Did You Know Cats Can Get Diabetes Too?

Meet Fleur, our little diabetic champion, who was a long term guest at Cat’s Meow when her family had an extended break. With special medication and diet, glucose monitoring and checking, she was just a little angel!

Cats with Diabetes are common Guests at the Cat’s Meow Cattery at Samford and come with a range of special requirements we cater to. Some are Insulin dependent requiring injections and others are managed just through specialized diets. 

Many people are surprised when they find out cats, like people, can become diabetic. Diabetes affects 1 in approximately 400 cats, which makes it one of the most common, serious diseases and well worth while having some general knowledge about in case your puss ever shows symptoms as they get older.

What is Diabetes?

Diabetes in cats is similar to that of humans. The body is basically unable to regulate its blood sugar levels.  It causes the body to be unable to digest carbohydrates for energy and instead causes the body to break down muscle to provide energy instead. This then begins to compromise other organ functions, causes your cat to feel unwell and if left untreated, can become fatal.  

Types of Diabetes: There are 3 types of Diabetes that affect Cats with ‘Diabetes Mellitus’ being the most common. Typically onset occurs when the cat is middle aged, however kittens can get this disease too, but it’s less common.  Studies have shown the highest risk group for cats to develop diabetes are – cats over 8 years of age, male cats, overweight cats and the Burmese breed is noted for a higher incidence than other breeds.

Common Signs & Symptoms

  • Increased Urination
  • Increased Thirst
  • Increased Hunger
  • Weight loss (despite eating more than usual)
  • Muscle weakness

In older cats, the pitfall can be in thinking the cat’s kidneys are responsible for these issues, however, it is worth mentioning to your vet if you think your cat is ‘too young’ for kidney problems and has unexplained thirst and urination, is always at the food bowl, yet seems to be losing weight.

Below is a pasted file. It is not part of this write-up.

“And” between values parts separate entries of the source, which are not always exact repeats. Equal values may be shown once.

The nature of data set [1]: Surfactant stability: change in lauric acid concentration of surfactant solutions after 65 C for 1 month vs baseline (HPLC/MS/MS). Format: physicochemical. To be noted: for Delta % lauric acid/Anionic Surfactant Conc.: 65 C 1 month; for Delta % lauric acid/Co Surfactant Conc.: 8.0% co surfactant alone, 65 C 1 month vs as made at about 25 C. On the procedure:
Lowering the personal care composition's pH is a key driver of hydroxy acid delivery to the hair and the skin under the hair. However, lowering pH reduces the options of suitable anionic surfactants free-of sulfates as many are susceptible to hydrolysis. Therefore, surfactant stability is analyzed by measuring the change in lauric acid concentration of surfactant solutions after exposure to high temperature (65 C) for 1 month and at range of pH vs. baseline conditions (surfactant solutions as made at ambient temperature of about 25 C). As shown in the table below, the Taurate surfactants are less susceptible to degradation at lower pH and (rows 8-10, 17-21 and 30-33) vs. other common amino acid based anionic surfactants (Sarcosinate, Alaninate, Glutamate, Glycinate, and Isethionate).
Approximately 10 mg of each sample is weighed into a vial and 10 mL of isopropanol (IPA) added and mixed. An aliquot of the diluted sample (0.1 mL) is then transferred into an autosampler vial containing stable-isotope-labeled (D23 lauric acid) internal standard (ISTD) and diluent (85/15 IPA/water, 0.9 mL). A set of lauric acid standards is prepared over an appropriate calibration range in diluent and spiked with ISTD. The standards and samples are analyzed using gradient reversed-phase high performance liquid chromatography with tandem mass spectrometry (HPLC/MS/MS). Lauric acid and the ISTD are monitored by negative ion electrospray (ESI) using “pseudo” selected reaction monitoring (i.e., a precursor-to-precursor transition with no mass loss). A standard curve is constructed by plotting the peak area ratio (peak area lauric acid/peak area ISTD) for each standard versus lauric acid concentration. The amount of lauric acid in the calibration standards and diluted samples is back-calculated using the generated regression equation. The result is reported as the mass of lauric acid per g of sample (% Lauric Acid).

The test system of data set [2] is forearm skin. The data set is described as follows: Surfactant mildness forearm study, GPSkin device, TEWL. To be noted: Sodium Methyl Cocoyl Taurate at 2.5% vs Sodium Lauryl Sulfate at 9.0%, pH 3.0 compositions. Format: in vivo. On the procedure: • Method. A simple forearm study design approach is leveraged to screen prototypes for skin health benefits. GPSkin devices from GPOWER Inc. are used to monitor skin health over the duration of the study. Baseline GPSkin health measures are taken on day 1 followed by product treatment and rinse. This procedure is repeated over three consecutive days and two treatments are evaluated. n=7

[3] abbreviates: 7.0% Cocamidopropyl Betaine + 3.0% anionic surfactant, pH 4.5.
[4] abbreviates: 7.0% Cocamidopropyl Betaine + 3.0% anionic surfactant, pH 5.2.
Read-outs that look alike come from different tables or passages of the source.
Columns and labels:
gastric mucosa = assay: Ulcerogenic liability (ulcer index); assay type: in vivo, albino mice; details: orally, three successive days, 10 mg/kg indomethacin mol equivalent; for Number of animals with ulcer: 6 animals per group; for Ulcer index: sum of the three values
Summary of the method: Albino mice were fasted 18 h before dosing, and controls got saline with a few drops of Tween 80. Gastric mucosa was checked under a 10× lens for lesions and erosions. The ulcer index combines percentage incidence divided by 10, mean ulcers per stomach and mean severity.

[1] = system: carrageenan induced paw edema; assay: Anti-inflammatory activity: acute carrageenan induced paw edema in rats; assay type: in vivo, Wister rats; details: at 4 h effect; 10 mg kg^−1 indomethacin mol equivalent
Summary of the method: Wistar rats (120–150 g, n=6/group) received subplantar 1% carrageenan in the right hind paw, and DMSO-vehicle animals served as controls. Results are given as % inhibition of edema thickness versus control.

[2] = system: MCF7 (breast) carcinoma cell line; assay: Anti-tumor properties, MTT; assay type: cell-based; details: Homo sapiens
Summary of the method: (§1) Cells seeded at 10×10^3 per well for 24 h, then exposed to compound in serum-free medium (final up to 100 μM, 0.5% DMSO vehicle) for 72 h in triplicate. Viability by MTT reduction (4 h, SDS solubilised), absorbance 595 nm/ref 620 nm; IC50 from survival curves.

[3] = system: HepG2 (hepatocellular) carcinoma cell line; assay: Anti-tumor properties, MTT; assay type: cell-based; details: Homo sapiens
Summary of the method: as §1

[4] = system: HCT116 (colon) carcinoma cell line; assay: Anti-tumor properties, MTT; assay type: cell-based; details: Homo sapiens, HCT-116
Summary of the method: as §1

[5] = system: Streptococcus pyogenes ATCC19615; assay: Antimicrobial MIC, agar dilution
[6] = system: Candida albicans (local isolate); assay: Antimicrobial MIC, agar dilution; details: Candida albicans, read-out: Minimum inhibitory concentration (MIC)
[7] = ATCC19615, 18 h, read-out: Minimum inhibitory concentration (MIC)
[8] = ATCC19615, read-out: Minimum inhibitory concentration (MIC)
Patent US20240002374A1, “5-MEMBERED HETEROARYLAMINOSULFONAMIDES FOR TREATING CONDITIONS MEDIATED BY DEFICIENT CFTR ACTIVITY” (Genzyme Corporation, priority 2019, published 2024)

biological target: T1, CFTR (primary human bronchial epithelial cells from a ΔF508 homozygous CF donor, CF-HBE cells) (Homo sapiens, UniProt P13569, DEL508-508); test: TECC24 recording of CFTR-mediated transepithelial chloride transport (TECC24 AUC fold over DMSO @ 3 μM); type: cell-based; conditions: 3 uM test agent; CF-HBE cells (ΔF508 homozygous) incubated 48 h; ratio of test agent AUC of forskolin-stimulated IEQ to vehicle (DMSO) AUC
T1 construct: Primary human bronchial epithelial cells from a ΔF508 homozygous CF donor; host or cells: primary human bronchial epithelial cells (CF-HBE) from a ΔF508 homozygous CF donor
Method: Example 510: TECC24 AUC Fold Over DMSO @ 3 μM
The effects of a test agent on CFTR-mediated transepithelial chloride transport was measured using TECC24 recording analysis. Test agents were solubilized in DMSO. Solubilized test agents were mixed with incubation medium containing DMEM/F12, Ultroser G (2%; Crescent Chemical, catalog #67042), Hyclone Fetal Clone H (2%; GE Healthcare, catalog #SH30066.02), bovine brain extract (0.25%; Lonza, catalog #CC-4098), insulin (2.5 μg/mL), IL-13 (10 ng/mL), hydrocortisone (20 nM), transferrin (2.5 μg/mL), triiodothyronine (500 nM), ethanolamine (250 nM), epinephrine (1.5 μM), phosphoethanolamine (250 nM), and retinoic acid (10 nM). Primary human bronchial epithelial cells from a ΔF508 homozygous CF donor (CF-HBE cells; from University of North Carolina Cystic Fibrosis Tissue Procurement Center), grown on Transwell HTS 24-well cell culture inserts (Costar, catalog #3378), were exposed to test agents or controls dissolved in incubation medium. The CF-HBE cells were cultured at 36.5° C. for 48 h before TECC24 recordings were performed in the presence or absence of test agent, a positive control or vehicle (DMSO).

In untreated Diabetes, a condition called Ketoacidosis can develop which is fatal. This stage causes your kitty to become really unwell showing signs of decreased appetite, vomiting, diarrhoea, lethargy, weakness, dehydration, and breathing difficulties.

Treatment & Management

Proper diagnosis is essential to the successful treatment of this disease.  Your vet will perform a range of tests, including blood & urine tests to determine whether your cat has diabetes and how the diabetes has affected the cat.

Some cats will require insulin injections to help them manage their diabetes, whilst others can be managed through diet. Your vet will tell you what’s required there based on their tests.

Special Diets

All Diabetics require a change to their diet to reduce carbohydrates and increase their protein source to help their bodies function (with or without insulin injections).

We have a range of Premium Veterinary Formulated foods as well as offering a customized meals of fresh meats and special diets to order, at Cat’s Meow to support our Diabetic friends. Owner and ‘Curator of Cats’ at Cat’s Meow, Sharon Tooth is a fully qualified Veterinary Nurse and her specialist training at the Paddington Cat Clinic stands her in good stead to manage her Diabetic guests as well as her own cat’s diabetes.

 If you would like to know how we can support your Diabetic friend during their stay, please talk to us about your cat’s special routine. We’re only too happy to help.